Frightening the horses and peace in our time

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The Independent Culture
THE THINGS women make you do for love; and then they abandon you anyway. Do I look like a Windsor Horse Show type to you? But there I was, beneath a damp awning, watching people dressed as soldiers running up and down a wet field on cross horses towing superannuated guns. It was supposed to inspire awe and delight and a sense of our great Imperial past brought back to life, but it was just depressing, in the same way that the Lambeth Walk is depressing: sanitised, fake and jaunty.

Then the Queen turned up in a headscarf with dogs on, and stood there, while everyone carefully didn't look, and the military band played a cocky little version of "Puppet on a String", and I thought: there was a time when I might have been conscripted to die for this nonsense, and it would have been called "Defending the Queen's Peace".

There are some things about Britain worth dying for: our literature, our architecture, our autumns, our quiet decency, our sense of the absurdity of the human condition. But what men have been commanded to die for, throughout most of our history, has been the continued security of the equestrian classes; and here they were, puce and gawky in their "county" clothes, destitute of learning, culture or the imagination to be kind. It would be like dying for Cedric, Eddie and Michael Howard, under the banner of Little Weed.

So: one lot of riders went off, another lot came on, and the band struck up that anthem of flushed and baying idiocy, "The Galloping Major". The Queen smiled and tapped her foot, and, in the stands, lips chumbled in unison. This was their song, and they knew the words - "Nnh nnh-nnh, ner nnh nnh-nnh, ner nnh nnh Galloping Maaaaaaaaaay-DJUH" - while the memories washed over: hunt balls, pink coats and warm gin; spaniels, beef, a leathery grope in the boot room, and the night old Rory shot an oik.

And then, like Momus at the court of Mars, the loudspeaker came on. "The next evententent," it said, "is sponsored by Modernodern Alaramsarmsarms." A little ripple of perturbation ran through the spectators. Modern Alarms? But surely the Windsor Horse Show was all about convincing yourself that they didn't exist: modern alarms like travelling salesmen, rock music, motorways, futures analysts, suede shoes, fuzzy-wuzzies in the streets, ghastly lefties, shrinks and poofters, wogs in the corner shop, proles in the Lords, Yoof TV, cigarettes between courses and women who do it for fun? Yet here they were, the flat-eyed executives with their yellow logo and their smart business suits: interlopers, expecting to be welcomed at the drop of a corporate cheque! Modern Alarms!

It would have been nice to believe that here was a company which lived up to its name, sending out lurid emissaries in Chris Evans fright-wigs to terrify them all: the money-rats, the whifflers, the board-bums and bores; to hunt them down from Shropshire to The Wash, to burst in upon them in country house, pied-a-terre, boardroom and Rolls. Freighted with artefacts of modernity - Oakley shades, modems, nipple-rings and drugs - they would hiss alarms into their ears: "The Japanese have bought Boodle's! The monarchy has crumbled! Labour is going to reverse privatisation! The Fraud Squad have seized your books! Jack's as good as his master, Jill's become a dyke, a motorway's going through your stables, and not even Dempster can help you now!"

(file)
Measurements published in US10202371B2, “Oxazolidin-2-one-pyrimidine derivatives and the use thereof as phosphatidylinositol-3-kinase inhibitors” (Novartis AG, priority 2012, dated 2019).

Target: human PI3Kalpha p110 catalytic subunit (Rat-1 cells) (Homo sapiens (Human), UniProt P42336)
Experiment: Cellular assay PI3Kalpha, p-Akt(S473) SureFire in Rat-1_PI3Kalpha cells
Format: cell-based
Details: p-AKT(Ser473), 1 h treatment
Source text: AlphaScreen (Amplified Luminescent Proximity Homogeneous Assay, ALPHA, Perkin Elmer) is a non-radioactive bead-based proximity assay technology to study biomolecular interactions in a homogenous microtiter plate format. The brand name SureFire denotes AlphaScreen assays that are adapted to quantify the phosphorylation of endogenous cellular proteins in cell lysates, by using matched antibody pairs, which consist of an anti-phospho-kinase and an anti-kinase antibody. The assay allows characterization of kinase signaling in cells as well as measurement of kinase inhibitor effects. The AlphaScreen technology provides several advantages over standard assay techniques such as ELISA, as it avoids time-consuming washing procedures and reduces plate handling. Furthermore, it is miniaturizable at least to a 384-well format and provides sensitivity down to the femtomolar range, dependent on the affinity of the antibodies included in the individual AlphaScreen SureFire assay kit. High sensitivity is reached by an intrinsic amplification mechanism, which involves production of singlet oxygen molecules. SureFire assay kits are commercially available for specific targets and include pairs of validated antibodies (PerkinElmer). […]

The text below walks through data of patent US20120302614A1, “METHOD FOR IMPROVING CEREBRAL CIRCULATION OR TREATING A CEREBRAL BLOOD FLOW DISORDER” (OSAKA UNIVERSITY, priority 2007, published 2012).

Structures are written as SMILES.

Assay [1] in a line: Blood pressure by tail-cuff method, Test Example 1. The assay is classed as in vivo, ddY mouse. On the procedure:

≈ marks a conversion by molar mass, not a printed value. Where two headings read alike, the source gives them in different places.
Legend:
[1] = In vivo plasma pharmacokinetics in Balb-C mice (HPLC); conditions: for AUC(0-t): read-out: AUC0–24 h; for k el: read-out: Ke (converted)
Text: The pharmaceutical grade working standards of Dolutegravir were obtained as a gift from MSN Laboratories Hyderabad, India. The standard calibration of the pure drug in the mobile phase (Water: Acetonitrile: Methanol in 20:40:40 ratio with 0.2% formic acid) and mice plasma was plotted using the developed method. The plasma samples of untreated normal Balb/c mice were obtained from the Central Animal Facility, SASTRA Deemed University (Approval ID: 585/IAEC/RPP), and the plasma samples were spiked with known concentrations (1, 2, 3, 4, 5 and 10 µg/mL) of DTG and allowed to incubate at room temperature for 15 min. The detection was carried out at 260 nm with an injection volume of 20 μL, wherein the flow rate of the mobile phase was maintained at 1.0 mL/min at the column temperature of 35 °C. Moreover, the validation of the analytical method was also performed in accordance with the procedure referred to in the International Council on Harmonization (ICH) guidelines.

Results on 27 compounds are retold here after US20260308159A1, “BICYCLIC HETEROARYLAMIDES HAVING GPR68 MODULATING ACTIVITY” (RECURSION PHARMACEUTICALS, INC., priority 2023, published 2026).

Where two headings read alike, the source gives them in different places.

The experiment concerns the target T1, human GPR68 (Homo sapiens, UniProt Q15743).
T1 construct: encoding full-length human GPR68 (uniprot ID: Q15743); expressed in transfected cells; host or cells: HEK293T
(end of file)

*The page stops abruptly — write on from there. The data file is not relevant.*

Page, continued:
It would act like adrenaline on an ailing heart. A few - just a few - would be alarmed out of the dreadful not-for-the-likes-of-us complacency which is dragging this country smirking into the sea. Just a few; but enough to break the circle of back-patting, bottom-sniffing, old-boy smuggery which, scenting in Mr Major a weakling on the bridge with a crew of swine, has regrouped with astounding speed, just when we thought it was dead for ever.

The truth, alas!, is that Modern Alarms do nothing of the sort. They are just another company selling boxes with bells in which go off at the weekend or the middle of the night. These things are the curse of living in the city. They are supposed to guard our property, but who would trust such jittery custodians, as hysterical as any Victorian virgin, screaming at a blowing curtain or a creaking floorboard, shattering sleep and despoiling the peace of the city at sunrise with their screams of distress? We should re-define the ear as an orifice, and its unauthorised penetration as rape, to be prosecuted to the very limits of the law.

But now, just like rape, nobody takes the screaming seriously. We burrow under the bedclothes, blocking our ears and biting our wives. Occasionally a poor Plod will stare gloomily at some flashing, whooping box-on-the- wall, but there is nothing he can do. The perpetrators have all fled home to the suburbs and are sleeping as peacefully as their consciences will allow; who lives over the shop any more? The link between home and commerce has been severed, and we have now become so alienated that we hire machines to panic and scream on our behalf.

And there's never an intruder. Burglars will tell you that the first thing you learn at burglary school is how to neutralise an alarm. You know there's a burglar when the alarm doesn't go off at 4am.

We're all in this together, so here's the plan: next time a Modern Alarm goes off, we should get dressed quietly and wait for it to stop. Then we go round and jemmy the back door. The alarm will start squealing, of course, but everyone will think "Oh no; not again," and go back to sleep. Then we strip the place bare, whether we want the stuff or not. And after a while the insurance companies - hah! - will stop insisting on these blithering devices, and we can all get some peace. It may mean that Modern Alarms can't sponsor any more damp horse things, but at least we'll be defending the Queen's Peace, what? !